By Katherine E. Bono, LMSW, YASS Coordinator, The Children’s Center and Shawn Robinson, BS, Specialist II, Lead/Intake-YASS, The Children’s Center, Detroit

This is the first of two-part post on The Children’s Center’s YASS program

In 2006, The Children’s Center filled a great need by creating the Young Adult Self Sufficiency (YASS) program. As children aged out of foster care at 18, they were left to manage on their own with few life skills or preparation. Many ended up dropping out of school, homeless, jobless or in jail. In fact, 21.5% of Michigan teens ages 16-19 are unemployed. About 50% of foster care teens do not graduate high school, with 40% homeless in the first year they leave foster care.  The YASS program was created to give young people leaving the foster care program a chance to find success in an independent living situation.

Who does YASS serve?

The YASS program serves youth ages 16-21 no longer in the foster care system or those who need to transition to an independent living situation before age 18. We serve young adults in the Detroit area and surrounding counties and suburbs. We recently expanded to serve Monroe, Washtenaw and Genesee counties. Many of the young people in the program still want to be a part of a family. The Children’s Center is selective in admitting people to the program. Young adults in the program must want to be successful and willing to work and meet the goals of the program.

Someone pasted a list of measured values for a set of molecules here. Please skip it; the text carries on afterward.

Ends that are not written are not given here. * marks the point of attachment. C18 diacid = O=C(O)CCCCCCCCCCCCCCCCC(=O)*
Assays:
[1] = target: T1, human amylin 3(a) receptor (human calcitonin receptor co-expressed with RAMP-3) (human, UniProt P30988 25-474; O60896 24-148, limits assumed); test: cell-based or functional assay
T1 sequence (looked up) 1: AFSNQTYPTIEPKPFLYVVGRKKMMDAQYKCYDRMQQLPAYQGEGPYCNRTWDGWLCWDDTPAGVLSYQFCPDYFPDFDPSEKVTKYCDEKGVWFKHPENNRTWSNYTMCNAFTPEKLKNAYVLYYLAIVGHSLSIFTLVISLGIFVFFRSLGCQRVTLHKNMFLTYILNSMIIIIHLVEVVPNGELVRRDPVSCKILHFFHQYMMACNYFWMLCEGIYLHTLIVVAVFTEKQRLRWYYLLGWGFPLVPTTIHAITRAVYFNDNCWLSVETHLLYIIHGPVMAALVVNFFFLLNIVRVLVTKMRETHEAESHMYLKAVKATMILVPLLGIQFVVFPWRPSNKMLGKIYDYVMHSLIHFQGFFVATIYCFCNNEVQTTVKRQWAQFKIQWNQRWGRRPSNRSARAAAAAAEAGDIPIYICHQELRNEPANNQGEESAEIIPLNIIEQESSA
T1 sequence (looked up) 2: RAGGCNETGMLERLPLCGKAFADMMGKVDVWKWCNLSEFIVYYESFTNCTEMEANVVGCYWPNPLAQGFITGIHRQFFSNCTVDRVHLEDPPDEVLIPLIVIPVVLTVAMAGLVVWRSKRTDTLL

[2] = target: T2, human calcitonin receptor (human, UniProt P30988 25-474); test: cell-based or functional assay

Two Phases to the Program

There are two phases of the YASS program: The Supervised Independent Living program and the Independent Living program. The SIL program allows young people to transition to full independence by first living with and paying rent to a host provider. The host providers work as mentors — and in many cases extended family — to help a teen gain the skills needed to be able to live independently in an apartment.

The Independent Living program is designed to have young adults living independently and working as a contributing member of the community.

Getting from SIL to IL

There is a process for teens in the SIL program to reach independent living status. This usually lasts about three to six months, but sometimes longer. The youth must:

  • Finish school by earning a diploma or GED
  • Open a bank account and be able to budget finances responsibly
  • Pay rent on time and get along with the host provider
  • Obtain legal employment

The Children’s Center provides support to teens in the YASS program at every step. YASS Specialists may help the youth open a bank account, provide transportation to appointments and aid with school and studies. YASS Specialists may even withhold all or part of the government-issued stipend if a young person in the program is not going to school or fulfilling responsibilities.

The Children’s Center also provides an 18-week life skills course that YASS teens are required to complete. The course covers a number of important skills including the job application and interview process, relationships, finances, safety and community activism.


The Children’s Center is proud of the success of the YASS program. In 2012-2013 there was an 85% retention rate of youth in the program and 95% of active youth in YASS who were supposed to graduate did. Even better, 85% of those young people went on to higher education, with 10% of the remaining population working full time.

For more information about the YASS program and The Children’s Center, visit our website. You can also follow us on Facebook, Twitter and YouTube.

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